Neil Lennon – Motivational Strengths, Man-Management and a November reckoning

When Celtic appointed Neil Lennon on a permanent basis following the winning of the Treble Treble against Hearts at Hampden we knew what we were getting. He was the right choice to give the club the stability it needed, one who knew the constraints and subsequent frustrations of dealing with the Celtic board, was a manager who had got to know the players and gained their trust when many felt betrayed and uncertain when he stepped into the breach following Brendan Rogers untimely exit, Lennon’s appointment ensured there was little chance of a gamble at management level as we headed for Nine and the ultimate goal of Ten-in-a-Row.

On the other hand Celtic was not employing a Premier league mentality, any great level of modern-day tactical analysis, moving between systems, or hair trigger in-game management. That said we also weren’t inviting in a new manager from outside our environment with unrealistic expectations in the transfer market or a man who would walk out the door with an offer to quadruple heir salary from a big league and we weren’t appointing a top man heading to Celtic Park with the intention realigning his reputation haven fallen off the Premier league merry-go-round and looking for an opportunity to re-join the ride further down the line.

Celtic offered Lennon the job and he took gratefully and with both hands, well perhaps one held onto his towel. Lennon did so despite having little to no say of those employed around him. Lennon’s own supporting staff weren’t required. It was a ‘take in our terms or not at all’ message and he did just that.

Brendan Rodgers left with a lot of staff, coaches and analysts and more, he had to be stopped from sticking the tea lady into the back of a cab although he did take a Celtic blogger.  Rodgers did that as he knew the upheaval of starting from scratch at Leicester City and that he may not be afforded time to bed in. Rodgers got a head start on that with his mid-season flit and having people he already knew he could rely on him around him – he was willing to rip the guts out of Celtic’s backroom staff to suit his own ends.

Celtic did a little of the same. In that amongst the upheaval they attempted to keep a level of consistency where they could. They tried to keep Rodgers modernising ideas around by way of John Kennedy and the initial appointment of Lennon was a man who would see the ship through some stormy waters, without having to spend any time acclimatising himself to his new vessel. Lennon is renowned for getting in players heads, motivating them and seeking out every advantage he can. That’s Lennon’s strengths and we’re now starting to see signs of that fraying at the edges.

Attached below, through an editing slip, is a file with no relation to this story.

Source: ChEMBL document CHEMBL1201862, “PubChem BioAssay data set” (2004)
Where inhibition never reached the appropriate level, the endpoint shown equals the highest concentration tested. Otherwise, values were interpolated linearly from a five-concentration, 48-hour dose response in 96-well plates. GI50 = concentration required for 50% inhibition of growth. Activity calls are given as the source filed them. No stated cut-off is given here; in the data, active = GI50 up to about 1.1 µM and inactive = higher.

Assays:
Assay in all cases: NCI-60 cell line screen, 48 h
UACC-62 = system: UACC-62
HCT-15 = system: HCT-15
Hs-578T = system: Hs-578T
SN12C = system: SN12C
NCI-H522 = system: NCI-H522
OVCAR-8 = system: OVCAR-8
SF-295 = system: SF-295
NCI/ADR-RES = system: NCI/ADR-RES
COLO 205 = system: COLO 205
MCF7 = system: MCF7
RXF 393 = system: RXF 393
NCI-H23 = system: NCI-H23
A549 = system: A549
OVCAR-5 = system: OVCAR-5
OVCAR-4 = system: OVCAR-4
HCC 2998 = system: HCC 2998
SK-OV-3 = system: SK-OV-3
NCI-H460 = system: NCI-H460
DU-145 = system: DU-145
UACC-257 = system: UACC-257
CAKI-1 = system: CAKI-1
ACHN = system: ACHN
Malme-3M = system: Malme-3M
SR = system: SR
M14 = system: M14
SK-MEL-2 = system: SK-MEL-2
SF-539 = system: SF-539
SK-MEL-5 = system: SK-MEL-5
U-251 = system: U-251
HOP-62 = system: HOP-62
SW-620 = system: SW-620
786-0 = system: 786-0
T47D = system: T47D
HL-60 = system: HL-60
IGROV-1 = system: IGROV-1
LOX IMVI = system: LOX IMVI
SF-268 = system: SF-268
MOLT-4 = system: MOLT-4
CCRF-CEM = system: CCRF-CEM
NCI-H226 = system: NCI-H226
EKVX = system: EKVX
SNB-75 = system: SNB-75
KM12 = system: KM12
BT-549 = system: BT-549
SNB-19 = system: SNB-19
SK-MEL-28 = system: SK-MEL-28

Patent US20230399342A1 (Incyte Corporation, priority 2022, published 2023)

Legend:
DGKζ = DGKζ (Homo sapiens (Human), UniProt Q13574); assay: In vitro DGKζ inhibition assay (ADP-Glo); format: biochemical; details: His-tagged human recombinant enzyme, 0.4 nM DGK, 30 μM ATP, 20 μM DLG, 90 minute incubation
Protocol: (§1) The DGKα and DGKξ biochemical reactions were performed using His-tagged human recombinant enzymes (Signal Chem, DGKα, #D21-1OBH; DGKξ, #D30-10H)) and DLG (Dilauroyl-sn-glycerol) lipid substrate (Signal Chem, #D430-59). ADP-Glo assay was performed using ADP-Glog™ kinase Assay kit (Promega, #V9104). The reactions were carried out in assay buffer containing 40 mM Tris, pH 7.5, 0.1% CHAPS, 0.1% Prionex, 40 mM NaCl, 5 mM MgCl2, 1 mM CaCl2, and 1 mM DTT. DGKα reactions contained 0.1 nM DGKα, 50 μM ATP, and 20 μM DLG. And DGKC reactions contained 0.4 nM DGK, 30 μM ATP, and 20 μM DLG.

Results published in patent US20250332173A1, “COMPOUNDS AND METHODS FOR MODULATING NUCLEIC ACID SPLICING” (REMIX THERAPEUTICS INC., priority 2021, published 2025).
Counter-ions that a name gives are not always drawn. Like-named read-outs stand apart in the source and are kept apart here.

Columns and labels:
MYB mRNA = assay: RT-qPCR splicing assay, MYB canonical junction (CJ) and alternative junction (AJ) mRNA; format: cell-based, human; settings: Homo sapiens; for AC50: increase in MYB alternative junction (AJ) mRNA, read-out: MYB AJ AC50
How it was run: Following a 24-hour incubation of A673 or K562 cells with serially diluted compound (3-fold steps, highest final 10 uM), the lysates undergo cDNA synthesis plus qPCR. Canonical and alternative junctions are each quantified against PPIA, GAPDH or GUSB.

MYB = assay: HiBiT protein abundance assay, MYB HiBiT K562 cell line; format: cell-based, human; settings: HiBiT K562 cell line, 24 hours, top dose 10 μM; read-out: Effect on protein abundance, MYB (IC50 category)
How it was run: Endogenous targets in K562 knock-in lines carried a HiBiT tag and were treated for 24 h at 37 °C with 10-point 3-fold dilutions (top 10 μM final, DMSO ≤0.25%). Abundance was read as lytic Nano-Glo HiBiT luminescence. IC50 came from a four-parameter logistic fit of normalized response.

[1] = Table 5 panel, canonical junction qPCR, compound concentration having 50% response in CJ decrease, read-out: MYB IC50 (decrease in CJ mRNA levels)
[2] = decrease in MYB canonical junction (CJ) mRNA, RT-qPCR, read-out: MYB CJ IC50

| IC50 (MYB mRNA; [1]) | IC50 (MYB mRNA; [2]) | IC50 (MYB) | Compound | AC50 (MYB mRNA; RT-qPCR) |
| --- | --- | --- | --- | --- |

Since coming to Celtic Lennon has now won 41 from 51 matches at a domestic level, he’s drawn six and lost four. On bare stats alone that’s as good a Celtic manager as you could hope for. That level of consistency is exactly what we’d be looking for if Lennon decided to leave today.

Yet amongst all of that Lennon is beginning to have gaps appear on his CV. Three of those four domestic defeats have come against theRangers. Worryingly, the last two of those have come at home and more concerning is bar a 2-0 win at Ibrox Celtic have been found wanting in far too many of those games and not just tactically, the players also seem to lack motivation.

In European football at this time last season Celtic were defeating Lazio home and away as they qualified from a Europa league group as winners and with two games to spare. Not bad at all. Since then however we’ve experienced the home collapse against Copenhagen almost mirroring the Champions league exit to Cluj, also at home, and this season Ferencvaros left Celtic Park en route to the Champions’ League group stages, an exit that occurred a round earlier this year than the previous two attempts we’ve had at qualifying.

Lennon’s record until this season had been perfectly acceptable even impressive in places, but now when it comes to navigating the big games it appears, we are coming up short more often than we’ve been successful- that’s a huge concern.

Saturday’s performance of course means a light is being shone now but while many are looking to formations and tactics, the question that is worrying most this season is whether the motivational powers are fading, whether Neil Lennon’s ability to inspire the players, to make up for the lack of that tactical acumen we were more than aware of is the real issue here.

Celtic have played varying formations this season. In half the games we’ve played a formation based on a back 4 and in the other half formations around 3 central defenders with wing backs. Despite the alterations we’ve only seen moments of improvement before returning to the mundane. The issue now is that Celtic have been lucky to deal see off the domestic opponents, we’ve also looked uninspiring against low level European sides and now the grand plan also appears to have hit the rocks.

As Neil Lennon moved to a 3-5-2 formation he adapted slightly from last year. It looked to me that this was all about one fixture. It was about finding a way to stifle theRangers midfield where Lennon clearly believed Gerrard and his men had got the upper hand. If we could win that battle, I believe Lennon felt the superiority of our players and his own ability to get in the minds of the players would tell and ultimately wrestle back the psychological advantage. Lennon believed his advantage over theRangers coaching team was that his man management would give him the edge if we could negate their tactical advantage, I think he was onto something there, when you saw the collapse of theRangers last season that made sense.